Over a 50-year career that has run from The Washington Post to Rolling Stone and The Nation, where he currently is national affairs correspondent, William Greider ’58 has been a persistent and incisive critic of government. His previous books have addressed topics including globalization, military spending, and the role of institutions like Congress and the Federal Reserve. Greider discussed the state of the country and his new book, Come Home, America (Rodale), with PAW.
The title of your new book comes from a line in George McGovern’s speech accepting the Democratic presidential nomination in 1972. Why did you choose that phrase?
McGovern actually got the phrase from Martin Luther King Jr., but they both used it to mean the same thing ... to come home from misadventures in foreign lands that are costly and in some ways immoral, but also to come home to our values as a country. That is what we need to do now. I recognize that to people who remember McGovern, the phrase has a negative resonance, but that’s OK with me. I think it’s time for us to throw off a lot of baggage from the past and change the way we approach the world and ourselves.
What should America’s role in the world be?
We should be a leader, but also a collaborator and an agent that holds up certain values for others to recognize and honor. That’s a lot different from saying that we have to make sure the Middle East turns into little democracies or try to settle the tribal warfare in Pakistan and Afghanistan. I am not an isolationist, just as McGovern and King were not isolationists. But I think it’s nuts for Americans to assume that they have either the right or the capability to go around the world remaking societies in the name of democracy.
Is the financial crisis an opportunity to make changes to our economic system?
It’s not clear if the governing elites will attempt that or whether they will try to fix mistakes without tampering with the structure of our system. That’s why people at large need to step up and intrude on the usual political decision-making.
How optimistic are you about the new administration?
I can find things to quarrel with, but on the whole it’s amazing what President Obama has taken on. He is reassessing our failed policy toward Cuba. He has taken on the defense budget. He has begun a new approach toward the Muslim world. These things imply a substantial adjustment in our governing policy. Whether he can follow through we don’t know, but I give him credit so far for trying.
What has been President Obama’s biggest mistake?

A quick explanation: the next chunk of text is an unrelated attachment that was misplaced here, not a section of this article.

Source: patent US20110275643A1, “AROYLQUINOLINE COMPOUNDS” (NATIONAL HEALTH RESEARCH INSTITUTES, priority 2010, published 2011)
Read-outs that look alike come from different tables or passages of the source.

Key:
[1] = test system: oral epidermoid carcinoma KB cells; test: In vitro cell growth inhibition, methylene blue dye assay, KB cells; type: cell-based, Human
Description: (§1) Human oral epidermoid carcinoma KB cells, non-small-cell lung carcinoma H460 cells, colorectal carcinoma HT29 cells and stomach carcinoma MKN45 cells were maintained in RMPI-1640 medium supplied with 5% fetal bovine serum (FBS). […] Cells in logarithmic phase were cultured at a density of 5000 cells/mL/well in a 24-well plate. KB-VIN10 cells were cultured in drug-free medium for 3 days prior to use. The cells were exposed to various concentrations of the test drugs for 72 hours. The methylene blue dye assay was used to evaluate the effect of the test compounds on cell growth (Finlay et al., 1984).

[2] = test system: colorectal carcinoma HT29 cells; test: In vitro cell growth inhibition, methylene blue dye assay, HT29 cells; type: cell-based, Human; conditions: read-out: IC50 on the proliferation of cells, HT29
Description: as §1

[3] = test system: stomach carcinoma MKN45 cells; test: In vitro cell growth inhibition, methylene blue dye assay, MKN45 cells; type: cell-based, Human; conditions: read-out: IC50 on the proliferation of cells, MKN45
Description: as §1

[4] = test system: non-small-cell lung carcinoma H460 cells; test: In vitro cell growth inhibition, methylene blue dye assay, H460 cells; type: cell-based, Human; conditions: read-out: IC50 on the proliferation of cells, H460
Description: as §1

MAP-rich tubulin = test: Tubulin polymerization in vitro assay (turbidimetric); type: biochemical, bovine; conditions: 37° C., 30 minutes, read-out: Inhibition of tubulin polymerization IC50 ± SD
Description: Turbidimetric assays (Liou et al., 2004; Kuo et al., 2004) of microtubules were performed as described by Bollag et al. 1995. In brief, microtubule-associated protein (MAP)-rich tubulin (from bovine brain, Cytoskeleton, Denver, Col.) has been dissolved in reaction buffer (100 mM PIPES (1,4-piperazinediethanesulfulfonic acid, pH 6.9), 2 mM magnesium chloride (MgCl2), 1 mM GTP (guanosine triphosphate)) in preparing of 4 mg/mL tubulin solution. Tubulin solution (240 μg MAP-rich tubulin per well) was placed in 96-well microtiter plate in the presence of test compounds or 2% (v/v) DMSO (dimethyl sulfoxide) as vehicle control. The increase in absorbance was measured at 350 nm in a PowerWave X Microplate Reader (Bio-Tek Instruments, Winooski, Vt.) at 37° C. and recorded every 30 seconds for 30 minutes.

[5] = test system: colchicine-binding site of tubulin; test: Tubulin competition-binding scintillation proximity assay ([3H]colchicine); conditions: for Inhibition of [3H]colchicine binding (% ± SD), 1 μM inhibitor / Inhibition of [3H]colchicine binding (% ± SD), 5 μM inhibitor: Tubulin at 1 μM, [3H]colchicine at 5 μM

He is putting himself on the wrong side of history by trying to restore Wall Street. It’s clear that he and his advisers think that if you just pump enough capital into that handful of financial firms and banks, we can return to normal. I think every element of that is false.
Was your political philosophy shaped at Princeton?
Not at all. I grew up a conservative Republican in the Robert Taft mold. I majored in English and spent most of my energy and time at The Daily Princetonian. What changed me was after graduation, when I went out as a reporter and quickly began to experience the broader world. That led me to appreciate things I had once despised, such as the New Deal and liberal economics. But at the same time I was changing my mind about these things, liberalism was beginning to collapse. Right-wing politics were rising just at the time I was moving away from them.
You served on the Prince with Robert Caro ’57, R.W. Apple ’57, and others who went on to outstanding careers in journalism. What was that like?
It was an odd moment. People at that time were attracted to the romantic ideal of being a reporter, as opposed to going to business school and doing something responsible with your life. At least I was.
Are college students today apathetic?
I don’t think so. The thing about young people that I love is that they don’t know what’s impossible. They don’t pretend to know everything, and yet they are open to the possibility that the future could be improved by their efforts. I’m fundamentally an optimist about the country, and young people are a big part of that.
You’re at an age when most of your peers have retired. Do you think about slowing down?
I arranged my career so I wouldn’t have a pension. That helps. I never even plotted retirement. I keep moving from one thing to the next. I will say that it’s a lot harder to write a book at my age than it was at 30, but if I weren’t at The Nation I’d be doing something else.
— Interview conducted and condensed by Mark F. Bernstein ’83